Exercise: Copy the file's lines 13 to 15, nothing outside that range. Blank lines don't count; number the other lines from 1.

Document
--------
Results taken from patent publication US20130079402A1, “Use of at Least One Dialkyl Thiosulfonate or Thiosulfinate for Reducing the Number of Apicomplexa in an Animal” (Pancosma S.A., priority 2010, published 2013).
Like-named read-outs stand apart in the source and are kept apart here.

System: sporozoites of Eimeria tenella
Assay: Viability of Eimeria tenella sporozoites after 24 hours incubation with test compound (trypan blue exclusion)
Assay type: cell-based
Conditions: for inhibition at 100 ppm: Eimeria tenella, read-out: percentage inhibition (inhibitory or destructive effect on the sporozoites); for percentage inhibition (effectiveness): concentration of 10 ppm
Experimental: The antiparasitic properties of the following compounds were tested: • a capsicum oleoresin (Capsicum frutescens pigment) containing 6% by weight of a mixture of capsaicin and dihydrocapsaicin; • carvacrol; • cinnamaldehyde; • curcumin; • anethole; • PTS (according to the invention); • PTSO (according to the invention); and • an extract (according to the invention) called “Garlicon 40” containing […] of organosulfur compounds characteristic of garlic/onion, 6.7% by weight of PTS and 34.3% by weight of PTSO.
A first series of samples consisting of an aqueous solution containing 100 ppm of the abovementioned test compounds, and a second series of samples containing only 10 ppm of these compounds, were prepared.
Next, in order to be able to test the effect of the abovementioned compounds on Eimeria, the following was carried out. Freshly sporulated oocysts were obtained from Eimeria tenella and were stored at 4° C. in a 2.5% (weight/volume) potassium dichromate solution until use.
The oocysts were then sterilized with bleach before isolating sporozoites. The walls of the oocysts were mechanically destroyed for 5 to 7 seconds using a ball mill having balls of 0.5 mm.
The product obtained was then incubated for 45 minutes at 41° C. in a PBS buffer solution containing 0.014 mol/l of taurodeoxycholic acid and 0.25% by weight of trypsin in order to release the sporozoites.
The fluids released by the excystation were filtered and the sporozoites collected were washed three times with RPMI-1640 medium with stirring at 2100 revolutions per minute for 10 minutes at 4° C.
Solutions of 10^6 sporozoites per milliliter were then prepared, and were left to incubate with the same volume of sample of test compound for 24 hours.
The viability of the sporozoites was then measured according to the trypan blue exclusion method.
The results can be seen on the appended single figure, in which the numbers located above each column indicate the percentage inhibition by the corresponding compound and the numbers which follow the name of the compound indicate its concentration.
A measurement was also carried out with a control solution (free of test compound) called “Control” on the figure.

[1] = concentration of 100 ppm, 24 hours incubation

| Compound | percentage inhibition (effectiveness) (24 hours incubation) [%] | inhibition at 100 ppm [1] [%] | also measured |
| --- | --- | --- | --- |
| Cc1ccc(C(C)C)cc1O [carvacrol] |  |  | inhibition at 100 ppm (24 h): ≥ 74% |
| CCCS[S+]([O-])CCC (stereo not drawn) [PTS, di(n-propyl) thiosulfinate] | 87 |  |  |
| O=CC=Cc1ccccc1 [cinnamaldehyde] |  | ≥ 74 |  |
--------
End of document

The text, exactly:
Solutions of 10^6 sporozoites per milliliter were then prepared, and were left to incubate with the same volume of sample of test compound for 24 hours.
The viability of the sporozoites was then measured according to the trypan blue exclusion method.
The results can be seen on the appended single figure, in which the numbers located above each column indicate the percentage inhibition by the corresponding compound and the numbers which follow the name of the compound indicate its concentration.